4. Abstract Background Bio-logging and animal tracking datasets continuously grow in volume and complexity, documenting animal behaviour and ecology in unprecedented extent and detail, but greatly increasing the challenge of extracting knowledge from the data obtained. A large variety of analysis methods are being developed, many of which in effect are inaccessible to potential users, because they remain unpublished, depend on proprietary software or require significant coding skills. Results We developed MoveApps, an open analysis platform for animal tracking data, to make sophisticated analytical tools accessible to a global community of movement ecologists and wildlife managers. As part of the Movebankmore »ecosystem, MoveApps allows users to design and share workflows composed of analysis modules (Apps) that access and analyse tracking data. Users browse Apps, build workflows, customise parameters, execute analyses and access results through an intuitive web-based interface. Apps, coded in R or other programming languages, have been developed by the MoveApps team and can be contributed by anyone developing analysis code. They become available to all user of the platform. To allow long-term and cross-system reproducibility, Apps have public source code and are compiled and run in Docker containers that form the basis of a serverless cloud computing system. To support reproducible science and help contributors document and benefit from their efforts, workflows of Apps can be shared, published and archived with DOIs in the Movebank Data Repository. The platform was beta launched in spring 2021 and currently contains 49 Apps that are used by 316 registered users. We illustrate its use through two workflows that (1) provide a daily report on active tag deployments and (2) segment and map migratory movements. Conclusions The MoveApps platform is meant to empower the community to supply, exchange and use analysis code in an intuitive environment that allows fast and traceable results and feedback. By bringing together analytical experts developing movement analysis methods and code with those in need of tools to explore, answer questions and inform decisions based on data they collect, we intend to increase the pace of knowledge generation and integration to match the huge growth rate in bio-logging data acquisition.« less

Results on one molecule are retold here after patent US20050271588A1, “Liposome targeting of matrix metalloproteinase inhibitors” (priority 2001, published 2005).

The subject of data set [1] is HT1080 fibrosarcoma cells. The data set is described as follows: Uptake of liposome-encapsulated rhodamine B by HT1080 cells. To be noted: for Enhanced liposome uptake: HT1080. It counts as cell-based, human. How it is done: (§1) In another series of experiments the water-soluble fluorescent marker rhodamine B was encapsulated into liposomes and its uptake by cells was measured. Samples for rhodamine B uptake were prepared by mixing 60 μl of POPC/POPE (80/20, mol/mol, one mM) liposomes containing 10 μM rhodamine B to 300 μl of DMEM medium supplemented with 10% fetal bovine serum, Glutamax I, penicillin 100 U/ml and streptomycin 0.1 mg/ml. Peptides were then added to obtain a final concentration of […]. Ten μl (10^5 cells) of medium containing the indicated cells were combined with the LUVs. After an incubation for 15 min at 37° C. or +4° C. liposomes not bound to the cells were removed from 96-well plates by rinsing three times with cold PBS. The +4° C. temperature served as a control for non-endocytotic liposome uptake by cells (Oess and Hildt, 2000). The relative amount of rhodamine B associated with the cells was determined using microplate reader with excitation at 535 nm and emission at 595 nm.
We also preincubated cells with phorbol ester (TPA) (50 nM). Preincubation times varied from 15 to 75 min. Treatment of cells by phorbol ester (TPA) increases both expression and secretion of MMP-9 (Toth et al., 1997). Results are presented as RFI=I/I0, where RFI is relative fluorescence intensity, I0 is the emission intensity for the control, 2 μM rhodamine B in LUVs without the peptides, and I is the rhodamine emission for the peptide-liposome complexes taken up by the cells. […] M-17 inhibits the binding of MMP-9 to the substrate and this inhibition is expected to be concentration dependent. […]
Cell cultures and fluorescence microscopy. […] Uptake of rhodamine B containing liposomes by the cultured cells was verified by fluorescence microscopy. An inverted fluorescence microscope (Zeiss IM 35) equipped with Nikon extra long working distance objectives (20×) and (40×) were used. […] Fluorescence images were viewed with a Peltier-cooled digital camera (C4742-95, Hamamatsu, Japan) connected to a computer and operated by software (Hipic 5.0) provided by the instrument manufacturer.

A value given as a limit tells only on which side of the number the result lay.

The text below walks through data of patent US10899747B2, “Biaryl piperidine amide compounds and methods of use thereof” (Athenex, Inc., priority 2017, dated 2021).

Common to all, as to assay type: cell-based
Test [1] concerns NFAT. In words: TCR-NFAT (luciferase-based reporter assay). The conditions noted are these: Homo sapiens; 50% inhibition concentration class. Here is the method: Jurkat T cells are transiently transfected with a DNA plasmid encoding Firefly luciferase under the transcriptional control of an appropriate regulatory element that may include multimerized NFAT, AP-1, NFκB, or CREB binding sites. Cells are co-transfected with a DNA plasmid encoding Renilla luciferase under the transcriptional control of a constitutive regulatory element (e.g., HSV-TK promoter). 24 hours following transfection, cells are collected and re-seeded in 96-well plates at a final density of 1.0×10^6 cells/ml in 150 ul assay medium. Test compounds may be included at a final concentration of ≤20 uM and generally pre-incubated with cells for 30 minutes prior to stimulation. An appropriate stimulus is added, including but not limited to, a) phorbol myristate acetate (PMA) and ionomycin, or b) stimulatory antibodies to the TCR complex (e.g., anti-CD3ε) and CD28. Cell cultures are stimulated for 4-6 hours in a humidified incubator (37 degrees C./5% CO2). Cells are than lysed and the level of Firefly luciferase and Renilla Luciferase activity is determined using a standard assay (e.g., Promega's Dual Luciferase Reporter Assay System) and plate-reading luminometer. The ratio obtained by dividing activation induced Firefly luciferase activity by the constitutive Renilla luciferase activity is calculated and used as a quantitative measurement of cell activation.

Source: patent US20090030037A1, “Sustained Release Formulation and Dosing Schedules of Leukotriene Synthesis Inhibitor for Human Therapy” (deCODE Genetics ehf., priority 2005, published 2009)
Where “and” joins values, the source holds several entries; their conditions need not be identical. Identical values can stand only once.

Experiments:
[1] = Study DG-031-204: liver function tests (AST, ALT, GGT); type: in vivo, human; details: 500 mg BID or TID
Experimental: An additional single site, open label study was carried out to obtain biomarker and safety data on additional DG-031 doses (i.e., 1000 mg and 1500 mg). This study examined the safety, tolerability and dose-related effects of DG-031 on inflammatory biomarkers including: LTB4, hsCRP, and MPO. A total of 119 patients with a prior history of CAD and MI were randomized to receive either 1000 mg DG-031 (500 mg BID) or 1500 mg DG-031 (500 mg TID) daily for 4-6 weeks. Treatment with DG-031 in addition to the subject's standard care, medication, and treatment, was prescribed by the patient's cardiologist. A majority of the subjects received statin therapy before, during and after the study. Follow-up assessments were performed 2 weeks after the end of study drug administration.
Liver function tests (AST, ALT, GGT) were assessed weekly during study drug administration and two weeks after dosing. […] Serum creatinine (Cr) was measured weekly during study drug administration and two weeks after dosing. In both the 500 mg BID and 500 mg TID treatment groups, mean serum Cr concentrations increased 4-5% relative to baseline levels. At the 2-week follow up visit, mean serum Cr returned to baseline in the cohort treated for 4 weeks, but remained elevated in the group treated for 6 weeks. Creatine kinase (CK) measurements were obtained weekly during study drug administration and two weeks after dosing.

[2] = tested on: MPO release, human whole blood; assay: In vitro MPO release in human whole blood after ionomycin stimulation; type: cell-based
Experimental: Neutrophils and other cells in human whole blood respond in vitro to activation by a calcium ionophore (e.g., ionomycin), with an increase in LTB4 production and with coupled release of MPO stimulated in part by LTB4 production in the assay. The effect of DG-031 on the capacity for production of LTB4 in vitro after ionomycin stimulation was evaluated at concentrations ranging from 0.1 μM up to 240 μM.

5. The HPC community is actively researching and evaluating tools to support execution of scientific applications in cloud-based environ- ments. Among the various technologies, containers have recently gained importance as they have significantly better performance compared to full-scale virtualization, support for microservices and DevOps, and work seamlessly with workflow and orchestration tools. Docker is currently the leader in containerization technology because it offers low overhead, flexibility, portability of applications, and reproducibility. Singularity is another container solution that is of interest as it is designed specifically for scientific applications. It is important to conduct performance and feature analysis of the container technologiesmore »to understand their applicability for each application and target execution environment. This paper presents a (1) performance evaluation of Docker and Singularity on bare metal nodes in the Chameleon cloud (2) mecha- nism by which Docker containers can be mapped with InfiniBand hardware with RDMA communication and (3) analysis of mapping elements of parallel workloads to the containers for optimal re- source management with container-ready orchestration tools. Our experiments are targeted toward application developers so that they can make informed decisions on choosing the container tech- nologies and approaches that are suitable for their HPC workloads on cloud infrastructure. Our performance analysis shows that sci- entific workloads for both Docker and Singularity based containers can achieve near-native performance. Singularity is designed specifically for HPC workloads. However, Docker still has advantages over Singularity for use in clouds as it provides overlay networking and an intuitive way to run MPI applications with one container per rank for fine-grained resources allocation. Both Docker and Singularity make it possible to directly use the underlying network fabric from the containers for coarse- grained resource allocation.« less